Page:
The loss of Capt. Jeff Kuss last Thursday has left a ragged tear in the naval aviation community. As he was memorialized by his boss, Blue Angel 1, CDR Bernacchi, I was reminded of so many other memorials from over the years. Good men and women who paid the ultimate price for doing what they loved.

What is it that drives men and women to subject themselves and their families to a profession that, though far safer than it once was, still claims bright, young, dedicated people at an over-sized rate? I don’t know any accountants, scientists or computer programmers who say they lost more than 20 coworkers in 20 years.

No one signs up for this line of work believing that they will not make it to the end. But the possibility walks with you at every step. We do it because we are certain that we won’t be the one. Because there is nothing like it and once it gets under your skin, there is no cure. The professionalism, the dedication to duty, country and craft are a thin veneer covering the real truth. The jets, the smell of exhaust, the boat, the ready room, the Gs, the speed; they are a potion we find irresistible and sustaining.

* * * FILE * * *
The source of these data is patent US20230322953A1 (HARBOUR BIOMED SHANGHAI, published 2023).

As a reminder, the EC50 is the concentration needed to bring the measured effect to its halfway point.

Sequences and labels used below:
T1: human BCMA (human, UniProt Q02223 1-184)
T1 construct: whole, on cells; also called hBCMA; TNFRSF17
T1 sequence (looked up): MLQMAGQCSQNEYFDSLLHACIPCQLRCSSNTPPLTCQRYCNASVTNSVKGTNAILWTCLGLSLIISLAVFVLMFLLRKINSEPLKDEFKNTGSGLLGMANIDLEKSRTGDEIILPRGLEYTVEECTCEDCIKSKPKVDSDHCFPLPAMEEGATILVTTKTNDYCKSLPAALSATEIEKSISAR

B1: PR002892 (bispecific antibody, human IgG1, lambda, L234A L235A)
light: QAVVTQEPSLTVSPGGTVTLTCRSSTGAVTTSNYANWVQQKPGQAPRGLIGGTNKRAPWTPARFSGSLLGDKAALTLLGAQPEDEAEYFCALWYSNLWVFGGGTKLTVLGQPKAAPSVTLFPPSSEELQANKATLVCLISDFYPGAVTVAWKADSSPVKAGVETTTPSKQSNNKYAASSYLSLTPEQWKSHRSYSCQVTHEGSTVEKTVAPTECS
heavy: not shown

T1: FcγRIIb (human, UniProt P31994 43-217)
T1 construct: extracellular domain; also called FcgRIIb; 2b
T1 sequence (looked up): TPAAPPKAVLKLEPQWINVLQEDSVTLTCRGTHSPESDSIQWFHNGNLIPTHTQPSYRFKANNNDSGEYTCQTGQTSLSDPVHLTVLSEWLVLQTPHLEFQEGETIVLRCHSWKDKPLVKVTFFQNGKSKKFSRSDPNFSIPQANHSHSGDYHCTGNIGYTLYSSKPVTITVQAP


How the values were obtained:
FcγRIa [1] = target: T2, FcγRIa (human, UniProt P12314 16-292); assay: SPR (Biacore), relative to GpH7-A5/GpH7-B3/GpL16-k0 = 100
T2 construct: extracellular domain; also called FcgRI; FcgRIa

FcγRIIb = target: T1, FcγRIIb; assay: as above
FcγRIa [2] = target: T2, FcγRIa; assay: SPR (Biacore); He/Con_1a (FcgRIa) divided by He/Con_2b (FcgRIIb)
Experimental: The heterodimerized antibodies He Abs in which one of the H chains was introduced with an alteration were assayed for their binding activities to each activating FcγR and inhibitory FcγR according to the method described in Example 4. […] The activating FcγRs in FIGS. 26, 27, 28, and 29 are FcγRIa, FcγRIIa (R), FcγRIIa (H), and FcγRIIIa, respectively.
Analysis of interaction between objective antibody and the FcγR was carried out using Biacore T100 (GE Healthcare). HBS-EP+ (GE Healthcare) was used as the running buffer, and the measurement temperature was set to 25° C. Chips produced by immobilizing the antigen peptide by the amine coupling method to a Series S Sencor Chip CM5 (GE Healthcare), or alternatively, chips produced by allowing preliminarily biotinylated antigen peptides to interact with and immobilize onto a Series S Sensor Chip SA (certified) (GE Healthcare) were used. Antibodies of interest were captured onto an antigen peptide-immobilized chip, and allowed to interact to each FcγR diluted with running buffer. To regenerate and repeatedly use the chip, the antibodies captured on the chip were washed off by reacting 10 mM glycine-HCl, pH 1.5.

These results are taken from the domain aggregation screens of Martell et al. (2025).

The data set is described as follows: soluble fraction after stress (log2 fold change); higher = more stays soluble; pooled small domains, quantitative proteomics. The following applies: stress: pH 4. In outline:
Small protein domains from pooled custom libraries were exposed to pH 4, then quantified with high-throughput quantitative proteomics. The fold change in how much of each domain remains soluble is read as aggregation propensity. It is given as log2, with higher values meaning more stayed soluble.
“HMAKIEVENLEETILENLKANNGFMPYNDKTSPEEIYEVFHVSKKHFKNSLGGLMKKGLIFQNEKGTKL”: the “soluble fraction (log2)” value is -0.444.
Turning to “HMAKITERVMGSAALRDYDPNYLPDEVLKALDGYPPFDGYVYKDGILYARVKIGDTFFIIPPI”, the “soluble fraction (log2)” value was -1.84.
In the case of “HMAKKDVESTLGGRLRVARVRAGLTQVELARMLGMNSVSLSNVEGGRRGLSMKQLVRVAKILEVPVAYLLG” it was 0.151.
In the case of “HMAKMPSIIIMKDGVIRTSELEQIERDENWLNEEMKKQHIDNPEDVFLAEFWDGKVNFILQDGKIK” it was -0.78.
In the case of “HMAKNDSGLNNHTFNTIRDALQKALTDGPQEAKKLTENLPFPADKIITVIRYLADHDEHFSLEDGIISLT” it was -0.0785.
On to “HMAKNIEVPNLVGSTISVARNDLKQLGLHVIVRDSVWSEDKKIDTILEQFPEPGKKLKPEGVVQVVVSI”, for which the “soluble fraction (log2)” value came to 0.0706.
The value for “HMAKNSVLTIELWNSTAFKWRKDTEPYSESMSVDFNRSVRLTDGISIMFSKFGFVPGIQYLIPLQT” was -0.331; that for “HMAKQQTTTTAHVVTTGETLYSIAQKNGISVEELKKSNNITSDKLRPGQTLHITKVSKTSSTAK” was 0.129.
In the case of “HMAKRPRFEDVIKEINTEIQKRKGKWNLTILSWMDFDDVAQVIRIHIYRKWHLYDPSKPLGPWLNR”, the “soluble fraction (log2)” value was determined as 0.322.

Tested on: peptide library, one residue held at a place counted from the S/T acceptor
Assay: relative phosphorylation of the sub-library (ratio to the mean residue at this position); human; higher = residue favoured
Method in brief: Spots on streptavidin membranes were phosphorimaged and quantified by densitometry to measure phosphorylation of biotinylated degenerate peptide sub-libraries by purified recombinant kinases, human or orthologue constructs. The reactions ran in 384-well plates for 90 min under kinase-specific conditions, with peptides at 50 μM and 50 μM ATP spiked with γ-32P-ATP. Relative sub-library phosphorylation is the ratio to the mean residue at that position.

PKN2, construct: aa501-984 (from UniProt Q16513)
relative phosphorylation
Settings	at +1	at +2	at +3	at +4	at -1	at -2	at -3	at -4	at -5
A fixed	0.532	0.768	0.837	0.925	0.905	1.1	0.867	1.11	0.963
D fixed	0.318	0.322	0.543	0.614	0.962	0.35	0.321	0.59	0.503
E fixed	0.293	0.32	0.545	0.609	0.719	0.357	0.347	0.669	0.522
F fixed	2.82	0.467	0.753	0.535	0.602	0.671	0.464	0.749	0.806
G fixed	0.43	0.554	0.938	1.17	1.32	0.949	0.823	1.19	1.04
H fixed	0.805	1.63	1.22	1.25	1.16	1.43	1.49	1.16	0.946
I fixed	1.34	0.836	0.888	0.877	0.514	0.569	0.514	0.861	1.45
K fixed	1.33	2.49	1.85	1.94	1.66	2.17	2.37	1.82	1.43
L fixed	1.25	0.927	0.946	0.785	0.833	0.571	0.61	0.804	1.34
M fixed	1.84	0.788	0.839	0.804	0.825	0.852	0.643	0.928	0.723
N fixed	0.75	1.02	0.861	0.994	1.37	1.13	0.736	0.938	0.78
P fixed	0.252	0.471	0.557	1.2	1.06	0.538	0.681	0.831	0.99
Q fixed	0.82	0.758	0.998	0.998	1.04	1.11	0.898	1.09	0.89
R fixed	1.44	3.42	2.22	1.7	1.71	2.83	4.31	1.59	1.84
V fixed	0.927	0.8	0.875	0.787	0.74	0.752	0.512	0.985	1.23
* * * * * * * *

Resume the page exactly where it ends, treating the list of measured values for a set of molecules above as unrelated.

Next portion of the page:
To say that Capt. Kuss died doing what he loved may sound trite, but it explains a pact we make when we strap ourselves into these wonderful machines. We rationalize the risk with the acknowledgement, a small source of comfort during those rare moments of self doubt. If it’s me, then I went doing what I was meant to do.

By all accounts Capt. Kuss was meant to be a Marine Corps fighter pilot, and loved it deeply. He leaves behind a loving wife and two young children. If you can, please contribute to the fund established to support them.

https://www.gofundme.com/jeffkuss

Fair winds and following seas Kooch.

Photo Credit: Matt Bell/The Register & Bee via AP

If you enjoyed this article, please consider supporting our Veteran Editorial by becoming a SOFREP subscriber. Click here to get 3 months of full ad-free access for only $1 $29.97.